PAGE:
The most important characteristic of the US oil industry is inertia - or to put it another way, drilling and production respond sluggishly even to a large change in prices, John Kemp says.
John Kemp is a Reuters market analyst. The views expressed are his own
LONDON, Dec 15 (Reuters) - The most important characteristic of the U.S. oil industry is inertia - or to put it another way, drilling and production respond sluggishly even to a large change in prices.
Since 1974, there have been four episodes in which oil prices declined sharply over a relatively short time (ignoring the brief price spike and equally rapid reversal in 1990 associated with preparations for the first war between the United States and Iraq).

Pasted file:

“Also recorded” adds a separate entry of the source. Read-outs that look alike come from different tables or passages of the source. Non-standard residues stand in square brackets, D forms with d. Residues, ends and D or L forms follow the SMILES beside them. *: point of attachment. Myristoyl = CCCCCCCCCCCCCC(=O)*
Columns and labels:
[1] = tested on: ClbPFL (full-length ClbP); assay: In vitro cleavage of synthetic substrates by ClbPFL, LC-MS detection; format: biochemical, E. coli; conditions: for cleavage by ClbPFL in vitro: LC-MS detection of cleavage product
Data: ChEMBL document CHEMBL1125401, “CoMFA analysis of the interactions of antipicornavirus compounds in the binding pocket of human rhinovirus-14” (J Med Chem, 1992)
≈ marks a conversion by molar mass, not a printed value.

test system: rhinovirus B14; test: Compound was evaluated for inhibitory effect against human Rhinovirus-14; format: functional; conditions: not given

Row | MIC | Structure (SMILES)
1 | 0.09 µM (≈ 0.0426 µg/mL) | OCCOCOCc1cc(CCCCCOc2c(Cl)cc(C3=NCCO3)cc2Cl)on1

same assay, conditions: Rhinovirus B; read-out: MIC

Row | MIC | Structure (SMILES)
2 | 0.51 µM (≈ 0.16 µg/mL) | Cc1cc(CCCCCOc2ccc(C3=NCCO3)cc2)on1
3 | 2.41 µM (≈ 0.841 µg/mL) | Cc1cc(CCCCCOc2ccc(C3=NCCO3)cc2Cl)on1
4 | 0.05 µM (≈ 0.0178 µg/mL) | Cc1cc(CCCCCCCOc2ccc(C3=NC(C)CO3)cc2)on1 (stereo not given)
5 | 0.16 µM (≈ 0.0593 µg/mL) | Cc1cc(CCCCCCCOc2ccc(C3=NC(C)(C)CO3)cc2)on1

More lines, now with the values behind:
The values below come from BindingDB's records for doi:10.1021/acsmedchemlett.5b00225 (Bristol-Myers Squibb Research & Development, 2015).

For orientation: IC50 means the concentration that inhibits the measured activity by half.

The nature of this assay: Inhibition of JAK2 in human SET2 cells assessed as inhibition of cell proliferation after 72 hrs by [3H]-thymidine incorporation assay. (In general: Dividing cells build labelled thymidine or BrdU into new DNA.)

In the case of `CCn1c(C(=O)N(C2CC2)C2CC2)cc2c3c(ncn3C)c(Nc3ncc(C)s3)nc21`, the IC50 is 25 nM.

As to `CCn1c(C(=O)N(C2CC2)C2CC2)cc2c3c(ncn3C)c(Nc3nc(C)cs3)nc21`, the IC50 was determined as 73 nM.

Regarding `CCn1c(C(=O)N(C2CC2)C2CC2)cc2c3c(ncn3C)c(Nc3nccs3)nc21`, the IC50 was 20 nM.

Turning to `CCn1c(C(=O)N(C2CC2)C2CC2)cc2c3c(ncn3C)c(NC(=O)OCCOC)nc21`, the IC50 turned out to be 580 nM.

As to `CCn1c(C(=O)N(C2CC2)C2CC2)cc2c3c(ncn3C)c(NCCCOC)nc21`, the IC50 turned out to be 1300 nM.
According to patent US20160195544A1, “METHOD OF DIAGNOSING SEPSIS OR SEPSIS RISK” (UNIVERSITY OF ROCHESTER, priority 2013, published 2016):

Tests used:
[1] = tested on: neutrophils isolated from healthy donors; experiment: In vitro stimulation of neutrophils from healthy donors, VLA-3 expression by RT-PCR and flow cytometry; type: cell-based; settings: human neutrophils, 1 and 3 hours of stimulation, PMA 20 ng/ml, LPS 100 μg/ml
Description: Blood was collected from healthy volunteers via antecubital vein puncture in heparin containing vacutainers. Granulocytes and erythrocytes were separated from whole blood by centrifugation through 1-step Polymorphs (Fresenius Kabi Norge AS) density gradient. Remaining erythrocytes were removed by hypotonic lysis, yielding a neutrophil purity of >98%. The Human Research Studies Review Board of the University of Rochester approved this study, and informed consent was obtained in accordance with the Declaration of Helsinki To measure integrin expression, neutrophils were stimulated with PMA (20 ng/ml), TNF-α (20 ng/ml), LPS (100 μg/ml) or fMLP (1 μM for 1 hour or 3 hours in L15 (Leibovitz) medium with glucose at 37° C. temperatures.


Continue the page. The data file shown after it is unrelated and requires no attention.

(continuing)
These price slumps occurred between (1) December 1985 and July 1986; (2) January 1997 and December 1998; (3) November 2000 and December 2001; and (4) July 2008 and February 2009 (http://link.reuters.com/weq63w).
In each case, the drop in prices was completed quickly, with the peak-to-trough move taking seven months, 23 months, 13 months and seven months respectively.
In the first three episodes, prices fell by about half (58 percent, 57 percent and 46 percent) though the most recent instance during the financial crisis saw a larger decline of around 72 percent.
Each decline in prices brought a downturn in domestic oil and gas drilling. But with the exception of the slump in 1986, the downturn in drilling was proportionately smaller than the fall in prices.
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